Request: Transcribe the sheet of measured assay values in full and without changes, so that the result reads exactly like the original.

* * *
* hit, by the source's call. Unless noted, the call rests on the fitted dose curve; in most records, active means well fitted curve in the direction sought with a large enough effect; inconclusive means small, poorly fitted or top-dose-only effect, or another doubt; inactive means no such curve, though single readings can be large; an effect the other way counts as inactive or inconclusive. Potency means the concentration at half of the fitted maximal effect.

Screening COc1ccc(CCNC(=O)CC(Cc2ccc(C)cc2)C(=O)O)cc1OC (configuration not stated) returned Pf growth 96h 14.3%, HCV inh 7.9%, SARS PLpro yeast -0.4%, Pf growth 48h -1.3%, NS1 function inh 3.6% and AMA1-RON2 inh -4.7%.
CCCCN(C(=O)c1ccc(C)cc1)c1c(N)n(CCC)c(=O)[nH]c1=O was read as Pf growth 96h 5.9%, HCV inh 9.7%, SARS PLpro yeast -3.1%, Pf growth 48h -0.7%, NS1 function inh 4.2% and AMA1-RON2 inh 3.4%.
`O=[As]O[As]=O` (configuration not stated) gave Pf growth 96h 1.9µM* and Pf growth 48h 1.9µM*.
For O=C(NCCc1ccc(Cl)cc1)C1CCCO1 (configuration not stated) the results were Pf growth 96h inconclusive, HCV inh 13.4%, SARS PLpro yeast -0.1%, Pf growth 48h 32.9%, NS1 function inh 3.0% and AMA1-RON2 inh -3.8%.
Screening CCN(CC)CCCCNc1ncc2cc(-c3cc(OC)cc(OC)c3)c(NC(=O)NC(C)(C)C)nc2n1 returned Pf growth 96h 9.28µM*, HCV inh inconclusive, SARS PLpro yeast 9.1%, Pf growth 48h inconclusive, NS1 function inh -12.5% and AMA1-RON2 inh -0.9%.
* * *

* hit, by the source's call. Unless noted, the call rests on the fitted dose curve; in most records, active means well fitted curve in the direction sought with a large enough effect; inconclusive means small, poorly fitted or top-dose-only effect, or another doubt; inactive means no such curve, though single readings can be large; an effect the other way counts as inactive or inconclusive. Potency means the concentration at half of the fitted maximal effect.

Screening COc1ccc(CCNC(=O)CC(Cc2ccc(C)cc2)C(=O)O)cc1OC (configuration not stated) returned Pf growth 96h 14.3%, HCV inh 7.9%, SARS PLpro yeast -0.4%, Pf growth 48h -1.3%, NS1 function inh 3.6% and AMA1-RON2 inh -4.7%.
CCCCN(C(=O)c1ccc(C)cc1)c1c(N)n(CCC)c(=O)[nH]c1=O was read as Pf growth 96h 5.9%, HCV inh 9.7%, SARS PLpro yeast -3.1%, Pf growth 48h -0.7%, NS1 function inh 4.2% and AMA1-RON2 inh 3.4%.
`O=[As]O[As]=O` (configuration not stated) gave Pf growth 96h 1.9µM* and Pf growth 48h 1.9µM*.
For O=C(NCCc1ccc(Cl)cc1)C1CCCO1 (configuration not stated) the results were Pf growth 96h inconclusive, HCV inh 13.4%, SARS PLpro yeast -0.1%, Pf growth 48h 32.9%, NS1 function inh 3.0% and AMA1-RON2 inh -3.8%.
Screening CCN(CC)CCCCNc1ncc2cc(-c3cc(OC)cc(OC)c3)c(NC(=O)NC(C)(C)C)nc2n1 returned Pf growth 96h 9.28µM*, HCV inh inconclusive, SARS PLpro yeast 9.1%, Pf growth 48h inconclusive, NS1 function inh -12.5% and AMA1-RON2 inh -0.9%.